WAN-IFRA

A publication of the World Editors Forum

Date

Tue - 16.09.2014


redesign

The Minnesota Star Tribune announced today, April 5, a redesign of its website.

"Today we are introducing a new look for the Star Tribune website, which millions of Minnesotans rely on for their daily breaking news", the site claims.

"Key sections such as Business, Politics, Entertainment and Opinion have been retooled. We've also made Business and Politics easier to find by adding them to the menu bar at the top of every page", a Q&A page says.

Apparently, the site is easier and faster to navigate, and it features more video and photography content.

According to a press release, CEO Mike J. Klingensmith explained the site was also re-architected to enable expanded advertising opportunities. "In addition to a better homepage experience, the new site offers more of what progressive advertisers are looking for: more rich media ad units, behavioural targeting, geo-targeting and search marketing", he said.

As the press release specified, more than 7 million monthly unique visitors generate over 100 million monthly page views at StarTribune.com.

Author

Federica Cherubini's picture

Federica Cherubini

Date

2011-04-05 17:11

The Washington Post launched the redesign of its website during the weekend of March 11, which included a new Tumblr, according to Mediabistro.com. Now, only two weeks later, its new ombudsman, Patrick B. Pexton, has already had to issue a letter explaining the website's $7million changes.

This letter is in response to an actively angry reader response to the site. Pexton claims he was "deluged... with reader emails," and that they "ran about 8 to 1 negative." All emails, he promised, were sent to the tech team.

What exactly did readers have to complain about? After all, that same system is currently used by the New York Post, the Wall Street Journal, the Financial Times, and the Seattle Times, to name a few. EidosMedia's Méthode has become the platform for many major news corporations.

Author

Meghan Hartsell

Date

2011-03-28 18:21

"It's a cleanup, more than anything," says Chris Dolan, managing editor of The Washington Times, to On Media at Politico. "There is some redesign, but it's more going back to the wider version of the paper to make it more readable and better for layouts." The redesign will bring a return to missed sections of the paper--specifically the sports, metro and life sections--and are being designed by those who have designed for the paper before, so as not to startle loyal readers from the appearance of the new addition.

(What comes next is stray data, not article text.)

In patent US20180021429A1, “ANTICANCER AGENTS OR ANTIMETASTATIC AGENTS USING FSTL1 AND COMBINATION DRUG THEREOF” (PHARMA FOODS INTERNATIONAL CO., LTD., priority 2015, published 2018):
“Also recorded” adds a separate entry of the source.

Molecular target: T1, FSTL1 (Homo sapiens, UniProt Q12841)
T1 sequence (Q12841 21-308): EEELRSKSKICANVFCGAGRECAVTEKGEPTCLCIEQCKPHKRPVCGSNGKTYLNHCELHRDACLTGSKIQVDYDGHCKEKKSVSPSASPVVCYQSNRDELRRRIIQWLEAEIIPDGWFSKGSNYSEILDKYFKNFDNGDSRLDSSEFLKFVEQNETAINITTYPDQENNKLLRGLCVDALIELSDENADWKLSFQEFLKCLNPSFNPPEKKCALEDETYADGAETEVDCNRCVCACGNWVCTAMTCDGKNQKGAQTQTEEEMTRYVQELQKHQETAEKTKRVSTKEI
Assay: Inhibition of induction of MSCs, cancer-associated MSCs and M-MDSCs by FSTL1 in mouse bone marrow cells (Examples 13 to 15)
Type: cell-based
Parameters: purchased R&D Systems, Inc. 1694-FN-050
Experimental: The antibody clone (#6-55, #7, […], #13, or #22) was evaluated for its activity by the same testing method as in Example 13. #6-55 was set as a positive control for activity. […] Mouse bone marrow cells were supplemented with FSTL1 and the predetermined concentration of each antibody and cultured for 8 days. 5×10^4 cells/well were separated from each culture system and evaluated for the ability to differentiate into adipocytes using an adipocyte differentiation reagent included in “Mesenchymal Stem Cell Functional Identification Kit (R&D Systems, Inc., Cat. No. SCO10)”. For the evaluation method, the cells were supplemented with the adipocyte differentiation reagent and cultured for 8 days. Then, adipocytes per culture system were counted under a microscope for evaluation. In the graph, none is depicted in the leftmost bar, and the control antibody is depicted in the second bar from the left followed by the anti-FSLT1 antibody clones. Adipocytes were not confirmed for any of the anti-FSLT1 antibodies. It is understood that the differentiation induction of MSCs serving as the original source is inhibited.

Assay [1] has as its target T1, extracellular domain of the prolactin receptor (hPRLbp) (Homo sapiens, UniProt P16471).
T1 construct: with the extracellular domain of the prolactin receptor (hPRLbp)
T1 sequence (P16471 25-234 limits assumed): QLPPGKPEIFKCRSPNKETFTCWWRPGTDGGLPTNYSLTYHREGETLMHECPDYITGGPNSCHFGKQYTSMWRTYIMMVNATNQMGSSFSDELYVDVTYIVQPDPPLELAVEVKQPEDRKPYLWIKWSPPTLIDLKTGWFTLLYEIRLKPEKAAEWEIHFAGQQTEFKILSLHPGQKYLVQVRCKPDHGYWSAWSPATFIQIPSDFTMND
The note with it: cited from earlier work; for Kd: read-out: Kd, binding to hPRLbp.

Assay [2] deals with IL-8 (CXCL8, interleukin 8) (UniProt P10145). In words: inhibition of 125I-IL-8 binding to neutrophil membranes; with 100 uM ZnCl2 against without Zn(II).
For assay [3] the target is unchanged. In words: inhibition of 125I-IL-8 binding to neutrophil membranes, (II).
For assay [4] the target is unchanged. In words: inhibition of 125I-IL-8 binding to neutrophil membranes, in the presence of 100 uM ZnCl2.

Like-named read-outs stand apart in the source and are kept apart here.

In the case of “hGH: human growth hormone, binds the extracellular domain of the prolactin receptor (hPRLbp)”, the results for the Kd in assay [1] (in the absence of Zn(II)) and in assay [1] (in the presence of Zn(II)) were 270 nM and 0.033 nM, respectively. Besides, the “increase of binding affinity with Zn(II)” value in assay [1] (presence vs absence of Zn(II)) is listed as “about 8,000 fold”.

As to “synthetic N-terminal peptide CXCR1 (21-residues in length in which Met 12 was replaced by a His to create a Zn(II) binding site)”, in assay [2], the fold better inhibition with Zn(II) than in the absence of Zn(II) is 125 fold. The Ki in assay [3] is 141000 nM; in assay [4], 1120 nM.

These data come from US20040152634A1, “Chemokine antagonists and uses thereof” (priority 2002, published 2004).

To support the relaunch of these three sections, the paper has hired approximately 30 new employees, with plans to ultimately hire 40 to 45 in total. According to Politico, Mike Harris, formerly editor for CBS Sports and AOL FanHouse, and sports editor of The Richmond News Leader and The Richmond Times-Dispatch, was named sports editor.

Why were these sections originally canceled?

Author

Ashley Stepanek

Date

2011-03-17 18:09

After long, quiet speculation on its redesign, Tina Brown's first issue of Newsweek comes out this week, reports Poynter. Brown is the publication's first-ever female editor. The issue has been heavily anticipated since the merger of online news site The Daily Beast and Newsweek earlier last year.

The cover features Hillary Clinton and an article on her mission to put women and girls at the forefront of the new world order. This is in tune with Forbes' prediction late last year that Brown would likely emphasize the female reader.

Author

Meghan Hartsell

Date

2011-03-07 13:01

The New York Times Magazine is launching a new design on March 6, according to a press release from the New York Times Company. A preview of the new design is available on its website.

Making a marked change, the magazine plans on adding new features, new columnists, and some contributions from the newsroom staff of the New York Times. The magazine's site now hosts a blog. The articles will also provide staffers' emails and editors' credits, according to Adweek.

Among the new features will be a regular column written by Times executive editor Bill Keller. Along with columns by already known writers, the magazine will include columns by newer voices. One of these columns is "You Are Here," a look on the differences of life in different parts of the world.

Author

Meghan Hartsell

Date

2011-03-04 13:35

The New York Times is to undertake a "reinvention" of its Week in Review, a memo to staff explained. It will be the "creation of an entirely new section," rather than just a new look or new layout for the paper's well-known Sunday analysis and opinion section, the memo from executive editor Bill Keller and editorial page editor Andy Rosenthal.